…on the relevance beneath the surface

Echoing conversations with Gethyn, Mel and Gerri through the ages…

There exists a “thread of influence” I have detected when I read Emerson, which wends its way through his observations and my own and across time and space, his life and my own.  I decipher a reflection and at once a glimmer is generated in my own intellect: the realisation that he ideated something in the 19th century that I believe today; I am conscious of traces of his influences in my own thoughts, actions and life, and this cross-pollination is wonderful to me.

“Some men classify objects by colour and size and other accidents of appearance: others by intrinsic likeness, or by the relation of cause and effect.  The progress of the intellect consists in the clearer vision of causes, which overlooks surface differences.  To the poet, to the philosopher, to the saint, all things are friendly and sacred, all events profitable, all days holy, all men divine.  For the eye is fixed on the life, and slights the circumstance.  Every chemical substance, every plant, every animal in its growth, teaches the unity of cause, the variety of appearance.” – Ralph Waldo Emerson, History

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An emoji for Gerri

Although this statement, in isolation, is self-evident, it is but an ingredient of a broader significance: to always probe below the exterior; and not merely consent to “History” (with a capital haitch) and reiterate it, by rote; rather, scrutinise, critically engage with it and certify it before accepting it as truth.  In examining history and historical figures critically, one comes to comprehend – and hopefully accept! – that those figures and events, whilst celebrated, were remarkable contemporaneously and must always be framed within those contexts.

I am minded of Suetonius’ biographies of Caligula and Nero (the ostensibly “bad” Emperors), which presented the facts in an unbiased – not cold or dispassionate, as his writings and facts have been characterised – manner; for example, citing Nero’s aptitude for the written word; without employing the oft-used tool of invective, as Historians were, and are wont to do.

On another level, I confess to experiencing nothing short of thrill when I first read this, as in addition to the myriad other visions I serendipitously share with my hero, here was yet one more, and I extolled, “how long have I been saying this?”  Fundamentally, to consider the statement more literally, perhaps closer to some homes and – dare I say – on the surface, one need examine oneself and one’s knee-jerk prejudices.  This one dislikes Black people; that one dislikes overweight people; the other one dislikes Muslims; merely because they are easily-identified by outward manifestations.  This brand of cataloguing and judgement demonstrates an unutterably appalling amount of intellectual inferiority, as it is vital – and just – to receive individuals with the same judicious eye; for a person is neither inferior nor superior to me – particularly based on an accident of appearance – until he or she has proven him or herself to be by some act or acts, which delineate that individual as a person; which classify him or her.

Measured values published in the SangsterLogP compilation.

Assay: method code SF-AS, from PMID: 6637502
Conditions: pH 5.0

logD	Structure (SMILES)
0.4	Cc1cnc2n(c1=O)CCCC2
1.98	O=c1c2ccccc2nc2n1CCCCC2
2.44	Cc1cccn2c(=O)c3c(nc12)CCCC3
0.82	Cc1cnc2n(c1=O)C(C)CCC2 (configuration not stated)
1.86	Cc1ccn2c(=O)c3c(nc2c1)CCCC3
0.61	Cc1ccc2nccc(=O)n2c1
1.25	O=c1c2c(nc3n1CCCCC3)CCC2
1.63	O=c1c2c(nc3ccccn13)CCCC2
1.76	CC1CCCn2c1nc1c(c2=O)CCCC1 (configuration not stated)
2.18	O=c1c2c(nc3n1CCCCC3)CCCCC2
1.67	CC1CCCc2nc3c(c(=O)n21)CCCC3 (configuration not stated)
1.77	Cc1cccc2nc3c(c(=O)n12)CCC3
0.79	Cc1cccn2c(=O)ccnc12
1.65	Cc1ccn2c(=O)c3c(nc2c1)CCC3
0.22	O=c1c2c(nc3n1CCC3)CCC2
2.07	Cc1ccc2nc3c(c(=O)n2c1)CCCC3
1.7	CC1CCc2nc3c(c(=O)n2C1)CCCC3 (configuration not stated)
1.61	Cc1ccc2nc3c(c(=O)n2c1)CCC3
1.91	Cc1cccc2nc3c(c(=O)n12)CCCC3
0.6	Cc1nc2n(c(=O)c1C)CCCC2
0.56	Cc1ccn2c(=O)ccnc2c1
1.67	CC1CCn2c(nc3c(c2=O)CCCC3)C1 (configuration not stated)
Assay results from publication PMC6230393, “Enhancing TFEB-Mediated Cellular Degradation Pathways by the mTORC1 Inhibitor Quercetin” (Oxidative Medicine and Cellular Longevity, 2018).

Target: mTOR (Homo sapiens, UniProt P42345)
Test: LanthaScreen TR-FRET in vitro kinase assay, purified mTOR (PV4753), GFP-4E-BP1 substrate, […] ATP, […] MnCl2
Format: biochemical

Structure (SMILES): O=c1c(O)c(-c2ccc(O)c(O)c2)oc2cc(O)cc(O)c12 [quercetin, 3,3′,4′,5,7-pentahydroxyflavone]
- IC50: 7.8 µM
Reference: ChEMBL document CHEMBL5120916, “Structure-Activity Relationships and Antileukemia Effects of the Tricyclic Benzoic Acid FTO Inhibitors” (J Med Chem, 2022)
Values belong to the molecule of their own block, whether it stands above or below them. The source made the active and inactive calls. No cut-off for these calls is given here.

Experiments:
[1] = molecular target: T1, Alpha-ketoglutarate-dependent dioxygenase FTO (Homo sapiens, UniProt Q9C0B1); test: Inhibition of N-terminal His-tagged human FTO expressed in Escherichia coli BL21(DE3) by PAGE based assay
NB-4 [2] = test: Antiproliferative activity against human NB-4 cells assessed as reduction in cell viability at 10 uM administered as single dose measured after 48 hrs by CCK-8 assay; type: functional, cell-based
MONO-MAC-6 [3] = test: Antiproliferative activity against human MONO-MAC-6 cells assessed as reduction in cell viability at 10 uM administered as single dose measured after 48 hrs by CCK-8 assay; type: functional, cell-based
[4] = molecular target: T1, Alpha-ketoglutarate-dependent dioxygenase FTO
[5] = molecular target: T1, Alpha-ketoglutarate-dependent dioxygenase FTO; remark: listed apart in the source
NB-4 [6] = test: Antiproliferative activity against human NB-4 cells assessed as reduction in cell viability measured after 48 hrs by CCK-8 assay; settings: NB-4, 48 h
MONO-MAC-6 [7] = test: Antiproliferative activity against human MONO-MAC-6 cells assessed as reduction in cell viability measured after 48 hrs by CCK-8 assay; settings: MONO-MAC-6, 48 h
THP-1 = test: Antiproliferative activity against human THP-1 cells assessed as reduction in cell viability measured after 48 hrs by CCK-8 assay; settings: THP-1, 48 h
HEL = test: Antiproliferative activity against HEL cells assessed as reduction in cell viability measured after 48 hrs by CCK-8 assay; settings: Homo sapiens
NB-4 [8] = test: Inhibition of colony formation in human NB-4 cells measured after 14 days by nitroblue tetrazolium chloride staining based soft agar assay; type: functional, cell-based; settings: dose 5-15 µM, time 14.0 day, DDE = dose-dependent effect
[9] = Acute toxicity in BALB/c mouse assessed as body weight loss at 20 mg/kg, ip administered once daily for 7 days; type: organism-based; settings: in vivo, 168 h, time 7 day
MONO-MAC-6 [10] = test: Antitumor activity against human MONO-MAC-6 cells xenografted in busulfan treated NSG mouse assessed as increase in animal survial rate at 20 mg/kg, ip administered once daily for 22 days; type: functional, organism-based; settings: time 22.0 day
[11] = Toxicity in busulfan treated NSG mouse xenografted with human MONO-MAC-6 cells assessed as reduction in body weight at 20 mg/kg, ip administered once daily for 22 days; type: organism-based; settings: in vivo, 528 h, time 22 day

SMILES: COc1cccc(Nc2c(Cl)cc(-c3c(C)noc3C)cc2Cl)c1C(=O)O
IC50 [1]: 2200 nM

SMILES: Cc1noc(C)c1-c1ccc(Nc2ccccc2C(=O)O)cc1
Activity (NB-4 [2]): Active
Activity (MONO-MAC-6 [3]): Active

“Genius watches the monad through all his masks as he performs the metempsychosis of nature.  Genius detects through the fly, through the caterpillar, through the grub, through the egg, the constant type of the individual; through countless individuals the fixed species; through many species the genus; through all genera the steadfast type; through all the kingdoms of organised life eternal unity.” – Ralph Waldo Emerson, History

In order to appreciate, grasp and embrace distinctiveness, the wider representation must be realised, in the framework of time, existence and worth; not merely by considering the here and now; or present, the apparent unchecked facts or the validity of an individual.  The genius can distinguish all origins as well as inexorable progression and evolution, though one need not be labelled a genius to achieve this level of awareness; a so-called lesser organism is regarded as equally beautiful and capable in the eyes of both the recognised genius, and the genius by enlightenment.

The beauty of reality, change and difference – in epochs, figures and individuals – is realised in that the surface may appear unaffected; however, delving beneath the facade will unearth this superb certainty.

PS – TWO DAYS UNTIL THE MID-SEASON PREMIER!

 

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4 thoughts on “…on the relevance beneath the surface

  1. Another beautifully written piece, demonstrating of principles put forth by Emerson and demonstrating the relevance of their application to consideration of common current issues! Thank you for the emoji too!

    Liked by 1 person

  2. Another thought provoking piece. “Trying to get to the heart of things.” Which reminds me of the Artist, whom when painting a picture must step back to the see the whole of it, rather than the fine details of their individual brush strokes. The art critic in the gallery, then may discuss the deeper meaning of each stroke while missing the whole of the sum, while the layman simply says “I like it.”
    I may be wrong, but it is after all not even 7 A.M. yet.

    Liked by 1 person

    • Victor, what I like about the way you think is that it is both considered and insightful, and subtly intermingled with your martial arts training and philosophy, which is precisely why you possess a deeper understanding of most things. Including — but not limited to — the movements of snails! Amsterdam this spring = )

      Like

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